“I didn’t have the opportunity to apply my creativity,” says King. Now, she creates W.E’s family education seminars and programs — everything from doing conflict resolution to working with kids. Like Kellogg, King didn’t bring any clients with her and works as part of a team providing services to existing W.E. clients. “If I won the Lotto tomorrow, I’d still be doing what I’m doing,” she says.

Kellogg started four months ago and King started in August. “I don’t know how long honeymoons can last,” says Kellogg.

The house’s money

Elaine King: I didn't have the opportunity to apply my creativity.
Elaine King: I didn’t have the
opportunity to apply my creativity.

The honeymoon may actually just be ending and the hard work of building a partnership just beginning.

Zeuner says that the head count is likely to remain around 40 now, though the managing partners will be “thoughtful” about any additional partners they add.

The number of families W.E. serves also continues to grow, he says. “They, like many breakaway firms, are creating the business that they understand from JPMorgan and were trying to create at GenSpring before Sun Trust took over,” says Jeff Spears, CEO of Sanctuary Wealth Services LLC.

McLaughlin points out that at many new firms the cash flow is tight. He estimates that each of W.E’s new hires has to earn a minimum of $300,000 to $450,000, plus typically additional compensation from any new business developments they bring in. That means the firm has spent a minimum of $1 million just on these three hires and it likely only has a cash flow of a couple million — but that’s good, he argues, because it means the managing partners have “skin in the game” when they’re funding their expansion with their own cash flow. It ups the ante. See: A $6-billion multifamily office highlights its home-cooking approach to picking boutique managers with a star hire.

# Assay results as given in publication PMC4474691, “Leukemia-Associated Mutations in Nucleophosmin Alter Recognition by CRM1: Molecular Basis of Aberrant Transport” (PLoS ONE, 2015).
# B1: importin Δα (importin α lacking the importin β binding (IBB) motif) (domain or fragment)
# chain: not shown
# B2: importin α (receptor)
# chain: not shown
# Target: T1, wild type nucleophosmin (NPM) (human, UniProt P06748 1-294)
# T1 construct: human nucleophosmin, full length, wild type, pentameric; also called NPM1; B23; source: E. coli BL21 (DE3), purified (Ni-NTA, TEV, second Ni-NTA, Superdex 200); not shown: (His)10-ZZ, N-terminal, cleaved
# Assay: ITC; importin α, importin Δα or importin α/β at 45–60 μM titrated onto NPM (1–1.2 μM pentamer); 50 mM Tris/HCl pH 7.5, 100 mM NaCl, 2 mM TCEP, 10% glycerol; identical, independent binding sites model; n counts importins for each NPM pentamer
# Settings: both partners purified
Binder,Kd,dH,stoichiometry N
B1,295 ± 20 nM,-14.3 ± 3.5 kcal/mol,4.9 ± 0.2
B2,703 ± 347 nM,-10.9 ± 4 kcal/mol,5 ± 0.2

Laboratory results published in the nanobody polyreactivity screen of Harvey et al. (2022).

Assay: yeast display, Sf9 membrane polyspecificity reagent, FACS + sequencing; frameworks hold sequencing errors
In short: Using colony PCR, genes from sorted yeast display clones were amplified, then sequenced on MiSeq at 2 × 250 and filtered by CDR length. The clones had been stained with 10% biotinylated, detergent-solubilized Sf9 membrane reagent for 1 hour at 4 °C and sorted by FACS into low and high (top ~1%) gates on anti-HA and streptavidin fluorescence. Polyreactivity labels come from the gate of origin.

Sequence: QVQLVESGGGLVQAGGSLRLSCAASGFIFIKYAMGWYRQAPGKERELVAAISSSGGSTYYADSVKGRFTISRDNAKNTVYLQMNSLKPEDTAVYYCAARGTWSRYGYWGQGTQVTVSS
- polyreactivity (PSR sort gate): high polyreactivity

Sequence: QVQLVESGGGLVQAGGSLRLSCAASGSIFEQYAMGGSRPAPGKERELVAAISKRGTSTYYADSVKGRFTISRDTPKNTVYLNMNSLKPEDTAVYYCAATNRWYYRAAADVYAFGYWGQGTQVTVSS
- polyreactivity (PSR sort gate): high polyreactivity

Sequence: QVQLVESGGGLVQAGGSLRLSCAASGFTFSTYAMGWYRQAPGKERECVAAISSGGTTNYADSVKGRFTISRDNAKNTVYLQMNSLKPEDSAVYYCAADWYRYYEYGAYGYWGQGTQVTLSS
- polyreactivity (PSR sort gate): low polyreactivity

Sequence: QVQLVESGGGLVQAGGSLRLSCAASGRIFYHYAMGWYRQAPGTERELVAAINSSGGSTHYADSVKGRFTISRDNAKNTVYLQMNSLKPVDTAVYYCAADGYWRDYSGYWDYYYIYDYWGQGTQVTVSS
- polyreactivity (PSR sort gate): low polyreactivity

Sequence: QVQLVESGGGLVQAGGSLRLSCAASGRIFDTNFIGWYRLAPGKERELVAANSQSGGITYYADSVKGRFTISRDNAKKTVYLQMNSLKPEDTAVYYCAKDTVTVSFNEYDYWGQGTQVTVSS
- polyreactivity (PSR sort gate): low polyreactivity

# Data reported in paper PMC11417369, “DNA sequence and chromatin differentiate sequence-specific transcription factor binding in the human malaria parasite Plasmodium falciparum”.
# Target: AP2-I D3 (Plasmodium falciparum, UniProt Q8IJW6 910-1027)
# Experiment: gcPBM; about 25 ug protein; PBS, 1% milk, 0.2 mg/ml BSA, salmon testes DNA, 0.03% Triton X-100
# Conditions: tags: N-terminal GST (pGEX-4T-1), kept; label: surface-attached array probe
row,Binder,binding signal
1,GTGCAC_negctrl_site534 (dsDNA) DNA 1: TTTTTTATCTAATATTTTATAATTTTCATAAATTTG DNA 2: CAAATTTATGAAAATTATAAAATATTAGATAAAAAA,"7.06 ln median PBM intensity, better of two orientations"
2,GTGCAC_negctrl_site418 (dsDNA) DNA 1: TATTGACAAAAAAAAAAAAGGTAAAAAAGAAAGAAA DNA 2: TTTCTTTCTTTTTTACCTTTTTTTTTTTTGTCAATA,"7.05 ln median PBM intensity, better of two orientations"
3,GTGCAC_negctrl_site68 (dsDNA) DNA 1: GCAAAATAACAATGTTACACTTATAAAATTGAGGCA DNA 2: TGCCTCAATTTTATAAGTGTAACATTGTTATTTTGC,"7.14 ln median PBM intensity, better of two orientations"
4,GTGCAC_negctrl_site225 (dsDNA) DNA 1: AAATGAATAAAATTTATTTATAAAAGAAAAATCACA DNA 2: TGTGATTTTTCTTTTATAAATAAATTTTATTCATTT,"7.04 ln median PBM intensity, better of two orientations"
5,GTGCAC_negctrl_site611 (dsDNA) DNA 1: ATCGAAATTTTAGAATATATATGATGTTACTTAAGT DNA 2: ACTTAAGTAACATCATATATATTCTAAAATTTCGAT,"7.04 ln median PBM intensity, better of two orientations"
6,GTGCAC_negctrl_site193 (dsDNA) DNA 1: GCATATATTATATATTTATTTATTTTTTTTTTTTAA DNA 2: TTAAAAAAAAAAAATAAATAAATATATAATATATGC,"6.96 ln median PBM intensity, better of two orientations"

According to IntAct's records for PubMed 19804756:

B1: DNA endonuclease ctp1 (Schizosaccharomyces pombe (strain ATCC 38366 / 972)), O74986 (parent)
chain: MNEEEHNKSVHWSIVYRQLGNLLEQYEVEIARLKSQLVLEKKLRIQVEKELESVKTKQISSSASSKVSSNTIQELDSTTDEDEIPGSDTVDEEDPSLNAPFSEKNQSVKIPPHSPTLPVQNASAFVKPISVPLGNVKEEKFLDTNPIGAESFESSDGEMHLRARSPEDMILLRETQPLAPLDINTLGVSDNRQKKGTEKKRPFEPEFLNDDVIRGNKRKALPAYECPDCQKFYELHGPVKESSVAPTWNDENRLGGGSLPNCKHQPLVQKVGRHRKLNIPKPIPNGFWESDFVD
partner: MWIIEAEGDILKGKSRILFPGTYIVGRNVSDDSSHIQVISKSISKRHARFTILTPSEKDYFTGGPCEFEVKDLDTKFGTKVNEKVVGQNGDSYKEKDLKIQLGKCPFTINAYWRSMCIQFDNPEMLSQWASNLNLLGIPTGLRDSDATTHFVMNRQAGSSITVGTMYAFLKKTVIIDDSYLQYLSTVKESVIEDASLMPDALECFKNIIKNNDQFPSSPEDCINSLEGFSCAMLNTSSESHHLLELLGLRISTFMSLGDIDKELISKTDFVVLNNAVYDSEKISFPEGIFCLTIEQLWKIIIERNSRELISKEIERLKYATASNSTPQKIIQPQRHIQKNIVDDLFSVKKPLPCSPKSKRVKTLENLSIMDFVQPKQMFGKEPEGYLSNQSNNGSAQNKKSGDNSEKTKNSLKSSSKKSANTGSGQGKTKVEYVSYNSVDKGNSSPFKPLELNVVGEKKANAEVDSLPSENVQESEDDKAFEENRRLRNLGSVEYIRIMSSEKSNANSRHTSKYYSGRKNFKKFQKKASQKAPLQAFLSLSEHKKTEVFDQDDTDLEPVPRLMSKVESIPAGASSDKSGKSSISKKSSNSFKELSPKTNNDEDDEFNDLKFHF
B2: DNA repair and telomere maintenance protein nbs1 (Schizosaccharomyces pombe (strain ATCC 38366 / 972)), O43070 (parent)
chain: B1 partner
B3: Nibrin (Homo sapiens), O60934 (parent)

“They’re playing with the house’s money,” says McLaughlin.

Wisdom and scars

He believes, though, that when the W.E. trio talks about doing it right by the client, they really mean it. The lack of discretion is “cumbersome,” McLaughlin acknowledges, but it’s important to make sure that clients are empowered and have the information they need. Ten years ago, for example, he says, no one was talking about client experience, but Zeuner had business cards with Director of Client Experience written on them as his title — and people thought he was a little crazy. See: Wells Fargo targets tempting but treacherous UHNW market with Abbot Downing launch.

Now the trio team has learned from their other attempts to build this business at GenSpring. They have “wisdom, and a few scars,” McLaughlin says. Hopefully, they won’t make the same mistakes or have the same problems.

“The chief determinant for value is the quality of those client-facing people,” says McLaughlin, so they better not pick the wrong people. “There’s great risk if they get it wrong.”

And, they could get it wrong. They could also run out of cash or not attract enough new clients.

“We’re still in an early inning,” says McLaughlin.